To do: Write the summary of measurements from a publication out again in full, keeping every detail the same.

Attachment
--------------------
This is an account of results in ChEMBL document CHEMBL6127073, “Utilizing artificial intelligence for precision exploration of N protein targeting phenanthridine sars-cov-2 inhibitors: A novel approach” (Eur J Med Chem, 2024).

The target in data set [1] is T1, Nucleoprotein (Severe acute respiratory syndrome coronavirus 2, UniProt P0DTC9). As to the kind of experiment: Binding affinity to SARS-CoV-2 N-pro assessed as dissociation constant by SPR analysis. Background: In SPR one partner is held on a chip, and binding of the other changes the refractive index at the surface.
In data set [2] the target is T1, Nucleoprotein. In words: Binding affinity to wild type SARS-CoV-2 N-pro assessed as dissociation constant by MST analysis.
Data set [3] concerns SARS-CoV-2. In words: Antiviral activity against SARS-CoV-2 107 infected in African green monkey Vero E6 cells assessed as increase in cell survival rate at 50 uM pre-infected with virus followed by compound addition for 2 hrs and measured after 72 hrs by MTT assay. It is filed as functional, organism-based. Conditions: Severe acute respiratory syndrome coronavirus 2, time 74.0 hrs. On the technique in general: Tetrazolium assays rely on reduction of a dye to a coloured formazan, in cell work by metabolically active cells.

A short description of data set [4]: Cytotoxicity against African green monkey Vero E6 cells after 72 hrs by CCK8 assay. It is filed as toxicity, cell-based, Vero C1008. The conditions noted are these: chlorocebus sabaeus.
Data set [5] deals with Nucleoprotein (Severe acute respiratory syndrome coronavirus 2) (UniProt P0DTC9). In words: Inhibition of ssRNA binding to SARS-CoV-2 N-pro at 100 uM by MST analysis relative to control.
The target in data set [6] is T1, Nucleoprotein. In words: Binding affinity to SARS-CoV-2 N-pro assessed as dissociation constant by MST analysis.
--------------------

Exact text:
This is an account of results in ChEMBL document CHEMBL6127073, “Utilizing artificial intelligence for precision exploration of N protein targeting phenanthridine sars-cov-2 inhibitors: A novel approach” (Eur J Med Chem, 2024).

The target in data set [1] is T1, Nucleoprotein (Severe acute respiratory syndrome coronavirus 2, UniProt P0DTC9). As to the kind of experiment: Binding affinity to SARS-CoV-2 N-pro assessed as dissociation constant by SPR analysis. Background: In SPR one partner is held on a chip, and binding of the other changes the refractive index at the surface.
In data set [2] the target is T1, Nucleoprotein. In words: Binding affinity to wild type SARS-CoV-2 N-pro assessed as dissociation constant by MST analysis.
Data set [3] concerns SARS-CoV-2. In words: Antiviral activity against SARS-CoV-2 107 infected in African green monkey Vero E6 cells assessed as increase in cell survival rate at 50 uM pre-infected with virus followed by compound addition for 2 hrs and measured after 72 hrs by MTT assay. It is filed as functional, organism-based. Conditions: Severe acute respiratory syndrome coronavirus 2, time 74.0 hrs. On the technique in general: Tetrazolium assays rely on reduction of a dye to a coloured formazan, in cell work by metabolically active cells.

A short description of data set [4]: Cytotoxicity against African green monkey Vero E6 cells after 72 hrs by CCK8 assay. It is filed as toxicity, cell-based, Vero C1008. The conditions noted are these: chlorocebus sabaeus.
Data set [5] deals with Nucleoprotein (Severe acute respiratory syndrome coronavirus 2) (UniProt P0DTC9). In words: Inhibition of ssRNA binding to SARS-CoV-2 N-pro at 100 uM by MST analysis relative to control.
The target in data set [6] is T1, Nucleoprotein. In words: Binding affinity to SARS-CoV-2 N-pro assessed as dissociation constant by MST analysis.